[quote]Another thing I miss is the different weapons and armor. purchasing high quality specialty weapons or a balanced arsenal was up to you. You could pick who gets what gun and the better weapon might influence how you used them. Like, I bought tough heavy armor for Rex first. so that I could have a good tank. this bit of planning made my first few fights a breeze.[/quote]

[font=palatino linotype]I agree that the first game had way more customization in this regard. You're right there. I guess that I don't mind the relative limitations on weapons in Mass Effect 2 for two reasons: first, I like that some weapons can only belong to some characters (it gives characters are more distinctive feel and I think it also makes character selection more strategic) and secondly, I like that all ammo is essentially the same unless you use a biotic power for incendiary rounds or whatever.

In the original game I didn't actually mind all the weapon and ammo options, but by the same token, if I had a choice...I'd prefer to emphasize strategy on the battlefield rather than in a menu screen beforehand. I like doing [i]some[/i] prep for missions, but not a lot. That's where I sometimes get bored with very complex RPGs, admittedly.

One thing I did like in the original was that you could have a couple of upgrades per weapon and per armor. You can still do it, but it's been simplified a great deal now. I don't prefer one system or the other though - I'm indifferent on this. I like both.[/font]

[quote]Also, no weapon upgrades. [/quote]

[font=palatino linotype]There are a ton of weapon upgrades in Mass Effect 2, except that they function differently to the first game. I can see where you're coming from, in that there's a lack of per-weapon customization...but depending on what you find and how you use research, it's definitely still possible to upgrade weaponry.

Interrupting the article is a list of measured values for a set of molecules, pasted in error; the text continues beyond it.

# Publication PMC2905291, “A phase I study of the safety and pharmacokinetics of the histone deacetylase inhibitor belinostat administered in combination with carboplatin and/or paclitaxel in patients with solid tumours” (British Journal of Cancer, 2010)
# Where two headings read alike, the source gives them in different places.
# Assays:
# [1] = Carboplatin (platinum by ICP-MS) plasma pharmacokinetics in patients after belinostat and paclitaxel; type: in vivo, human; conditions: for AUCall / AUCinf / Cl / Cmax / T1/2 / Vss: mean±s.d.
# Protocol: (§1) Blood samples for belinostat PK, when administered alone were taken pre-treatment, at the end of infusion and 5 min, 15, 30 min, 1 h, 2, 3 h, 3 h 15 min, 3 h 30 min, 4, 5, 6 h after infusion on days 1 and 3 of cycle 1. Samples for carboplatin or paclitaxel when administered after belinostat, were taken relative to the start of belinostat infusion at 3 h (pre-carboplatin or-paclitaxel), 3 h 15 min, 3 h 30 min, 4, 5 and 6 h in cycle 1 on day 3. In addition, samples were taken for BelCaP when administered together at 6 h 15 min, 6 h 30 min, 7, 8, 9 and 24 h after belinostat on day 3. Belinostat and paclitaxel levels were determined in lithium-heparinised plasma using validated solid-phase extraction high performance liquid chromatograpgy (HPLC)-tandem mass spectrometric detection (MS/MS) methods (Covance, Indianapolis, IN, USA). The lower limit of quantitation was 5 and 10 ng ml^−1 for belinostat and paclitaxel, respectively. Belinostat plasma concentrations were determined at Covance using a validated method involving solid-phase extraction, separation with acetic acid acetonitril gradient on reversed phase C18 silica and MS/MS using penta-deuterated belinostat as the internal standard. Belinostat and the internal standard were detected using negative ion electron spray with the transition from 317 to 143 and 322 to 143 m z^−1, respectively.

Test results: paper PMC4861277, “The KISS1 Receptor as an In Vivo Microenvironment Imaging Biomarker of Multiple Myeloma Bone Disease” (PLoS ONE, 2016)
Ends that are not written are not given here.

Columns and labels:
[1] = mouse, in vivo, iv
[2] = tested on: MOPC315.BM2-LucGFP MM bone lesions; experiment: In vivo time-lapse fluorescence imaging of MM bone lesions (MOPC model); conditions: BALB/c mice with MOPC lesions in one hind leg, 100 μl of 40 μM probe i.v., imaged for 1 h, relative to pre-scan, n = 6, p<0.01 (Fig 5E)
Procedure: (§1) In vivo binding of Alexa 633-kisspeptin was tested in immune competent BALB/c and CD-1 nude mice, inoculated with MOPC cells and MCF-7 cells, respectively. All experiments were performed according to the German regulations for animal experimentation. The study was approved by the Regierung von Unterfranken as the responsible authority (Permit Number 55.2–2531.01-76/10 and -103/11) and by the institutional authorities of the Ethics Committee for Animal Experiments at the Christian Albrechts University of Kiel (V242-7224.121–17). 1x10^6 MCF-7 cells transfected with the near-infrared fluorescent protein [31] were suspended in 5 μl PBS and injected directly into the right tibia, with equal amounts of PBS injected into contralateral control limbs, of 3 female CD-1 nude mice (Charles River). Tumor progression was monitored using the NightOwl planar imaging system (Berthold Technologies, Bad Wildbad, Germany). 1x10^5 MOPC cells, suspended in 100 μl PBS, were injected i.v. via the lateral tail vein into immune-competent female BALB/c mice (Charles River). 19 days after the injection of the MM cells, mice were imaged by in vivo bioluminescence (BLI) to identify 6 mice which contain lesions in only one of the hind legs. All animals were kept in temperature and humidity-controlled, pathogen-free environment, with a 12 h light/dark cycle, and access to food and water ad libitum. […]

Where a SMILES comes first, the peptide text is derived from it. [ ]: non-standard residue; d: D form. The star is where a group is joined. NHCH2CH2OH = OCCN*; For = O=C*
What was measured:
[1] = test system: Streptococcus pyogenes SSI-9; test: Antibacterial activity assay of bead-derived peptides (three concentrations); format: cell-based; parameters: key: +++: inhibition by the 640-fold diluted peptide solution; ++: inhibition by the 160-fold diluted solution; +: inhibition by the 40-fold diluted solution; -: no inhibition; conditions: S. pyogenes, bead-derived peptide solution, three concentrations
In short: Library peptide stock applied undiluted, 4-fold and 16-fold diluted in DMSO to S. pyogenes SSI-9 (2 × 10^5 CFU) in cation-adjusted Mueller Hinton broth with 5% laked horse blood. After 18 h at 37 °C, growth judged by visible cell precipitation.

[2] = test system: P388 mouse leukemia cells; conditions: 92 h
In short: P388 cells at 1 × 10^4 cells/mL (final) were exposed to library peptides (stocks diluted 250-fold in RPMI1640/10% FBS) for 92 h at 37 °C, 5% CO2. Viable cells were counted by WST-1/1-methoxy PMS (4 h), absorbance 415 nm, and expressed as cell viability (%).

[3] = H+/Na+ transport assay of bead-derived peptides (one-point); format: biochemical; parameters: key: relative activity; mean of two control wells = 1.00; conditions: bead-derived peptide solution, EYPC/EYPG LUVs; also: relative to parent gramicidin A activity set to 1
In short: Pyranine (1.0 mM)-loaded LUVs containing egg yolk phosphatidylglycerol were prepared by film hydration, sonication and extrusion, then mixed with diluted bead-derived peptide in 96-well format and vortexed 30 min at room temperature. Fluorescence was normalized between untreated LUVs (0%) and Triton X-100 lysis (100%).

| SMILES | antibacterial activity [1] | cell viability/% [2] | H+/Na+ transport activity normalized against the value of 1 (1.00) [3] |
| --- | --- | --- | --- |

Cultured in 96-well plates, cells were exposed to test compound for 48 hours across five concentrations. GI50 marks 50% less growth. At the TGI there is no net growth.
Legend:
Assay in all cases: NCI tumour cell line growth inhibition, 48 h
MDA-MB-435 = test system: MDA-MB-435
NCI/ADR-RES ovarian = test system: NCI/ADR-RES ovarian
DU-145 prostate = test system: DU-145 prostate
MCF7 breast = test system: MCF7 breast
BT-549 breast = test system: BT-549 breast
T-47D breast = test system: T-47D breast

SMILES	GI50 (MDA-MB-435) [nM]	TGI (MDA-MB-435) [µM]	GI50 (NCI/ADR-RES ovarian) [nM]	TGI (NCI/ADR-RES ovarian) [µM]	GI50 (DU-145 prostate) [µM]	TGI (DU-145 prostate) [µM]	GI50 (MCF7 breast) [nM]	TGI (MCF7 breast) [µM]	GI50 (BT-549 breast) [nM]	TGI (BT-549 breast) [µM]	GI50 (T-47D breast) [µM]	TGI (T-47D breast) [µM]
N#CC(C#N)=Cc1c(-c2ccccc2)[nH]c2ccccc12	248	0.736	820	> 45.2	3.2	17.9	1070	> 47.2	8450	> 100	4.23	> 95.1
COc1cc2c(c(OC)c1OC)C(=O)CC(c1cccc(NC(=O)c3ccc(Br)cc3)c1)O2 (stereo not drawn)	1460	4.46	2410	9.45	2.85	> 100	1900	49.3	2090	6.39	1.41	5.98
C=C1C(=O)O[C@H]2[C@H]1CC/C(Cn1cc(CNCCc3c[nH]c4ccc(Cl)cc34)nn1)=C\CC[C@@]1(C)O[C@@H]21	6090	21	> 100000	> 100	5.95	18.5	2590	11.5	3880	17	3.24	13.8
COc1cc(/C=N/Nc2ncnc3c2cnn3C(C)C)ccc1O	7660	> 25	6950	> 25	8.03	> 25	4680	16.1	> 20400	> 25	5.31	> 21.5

You mentioned all of the different ammo types - that was the kind of thing that annoyed me about the first game. I felt at times that there were almost [i]too many[/i] options. A different ammo type for each type of enemy...I don't know, it wasn't really my thing. That's where the first game started to bore me a little.

I can understand though that it's valuable for people who want to squeeze every inch out of the experience. But as I said earlier, I'd rather spend less time worrying about endless setup options and more time employing direct battlefield strategy.[/font]

[quote]Basically all the fun I was having came from strategies I came up with during the game, stuff that wasn't hand fed to me like the cover system, health recharge, and easy abilities. The weapon upgrades are all mostly increased damage.. and I can use any method I want to take out enemies without much of a change. As you can see... I like the intricacies far better than streamlined gameplay. [/quote]

[font=palatino linotype]Yeah I think that's the crux of it. We have slightly different tastes in this regard.

I don't agree though that the cover system, health recharge and "easy" abilities are examples of hand feeding though. I think these are direct improvements that the previous game lacked to a fault. The cover system adds an important dynamic to battles that just wasn't there before. And the health recharge feature feels like a godsend compared to the constant need for Omni-gel before (I much prefer the way health is deployed in ME2).

When I think back to the first game, I actually felt that combat was a lot less varied - and that's despite all the different ammo types and such. So I managed to play the original without taking huge amounts of time to modify my load outs.

I guess that I like Mass Effect 2's variety of enemies and battle scenarios a little bit more. I like that the emphasis is on the physical action rather than the combat planning (while still allowing for a degree of preparation in advance).

I see these changes as taking about some of the unnecessary busywork and replacing it with genuine action. But yeah, I guess that gets to the core of why we have different views on the game. :)

I'm wondering if they will try to reach some sort of middle-ground with Mass Effect 3. It'll be very interesting to see what happens there.[/font]